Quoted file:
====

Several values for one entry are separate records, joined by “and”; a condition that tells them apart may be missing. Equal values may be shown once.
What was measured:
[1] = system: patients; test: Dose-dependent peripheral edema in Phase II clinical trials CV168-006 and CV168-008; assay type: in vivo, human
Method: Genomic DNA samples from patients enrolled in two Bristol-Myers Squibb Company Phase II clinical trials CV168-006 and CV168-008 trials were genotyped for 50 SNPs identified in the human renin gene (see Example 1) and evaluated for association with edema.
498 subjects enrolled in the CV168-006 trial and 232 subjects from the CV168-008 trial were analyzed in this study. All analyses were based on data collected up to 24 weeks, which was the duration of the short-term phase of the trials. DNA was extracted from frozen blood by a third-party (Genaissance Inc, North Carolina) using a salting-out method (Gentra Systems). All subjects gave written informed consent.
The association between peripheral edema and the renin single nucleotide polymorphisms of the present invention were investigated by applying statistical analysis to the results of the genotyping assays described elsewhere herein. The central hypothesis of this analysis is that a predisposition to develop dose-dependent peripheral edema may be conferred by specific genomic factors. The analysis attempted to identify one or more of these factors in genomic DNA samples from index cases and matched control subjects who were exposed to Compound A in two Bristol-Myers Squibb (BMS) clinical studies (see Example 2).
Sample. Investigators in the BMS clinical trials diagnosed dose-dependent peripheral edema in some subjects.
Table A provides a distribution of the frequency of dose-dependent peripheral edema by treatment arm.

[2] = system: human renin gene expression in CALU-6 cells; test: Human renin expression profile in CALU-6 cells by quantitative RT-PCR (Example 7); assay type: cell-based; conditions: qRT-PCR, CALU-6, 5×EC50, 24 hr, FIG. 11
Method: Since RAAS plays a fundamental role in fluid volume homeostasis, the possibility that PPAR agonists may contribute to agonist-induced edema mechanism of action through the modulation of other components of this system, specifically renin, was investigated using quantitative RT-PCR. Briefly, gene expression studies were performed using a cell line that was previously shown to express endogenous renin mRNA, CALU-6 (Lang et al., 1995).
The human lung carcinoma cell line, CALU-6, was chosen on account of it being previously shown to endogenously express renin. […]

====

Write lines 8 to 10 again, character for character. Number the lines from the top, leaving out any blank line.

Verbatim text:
Table A provides a distribution of the frequency of dose-dependent peripheral edema by treatment arm.

[2] = system: human renin gene expression in CALU-6 cells; test: Human renin expression profile in CALU-6 cells by quantitative RT-PCR (Example 7); assay type: cell-based; conditions: qRT-PCR, CALU-6, 5×EC50, 24 hr, FIG. 11
Method: Since RAAS plays a fundamental role in fluid volume homeostasis, the possibility that PPAR agonists may contribute to agonist-induced edema mechanism of action through the modulation of other components of this system, specifically renin, was investigated using quantitative RT-PCR. Briefly, gene expression studies were performed using a cell line that was previously shown to express endogenous renin mRNA, CALU-6 (Lang et al., 1995).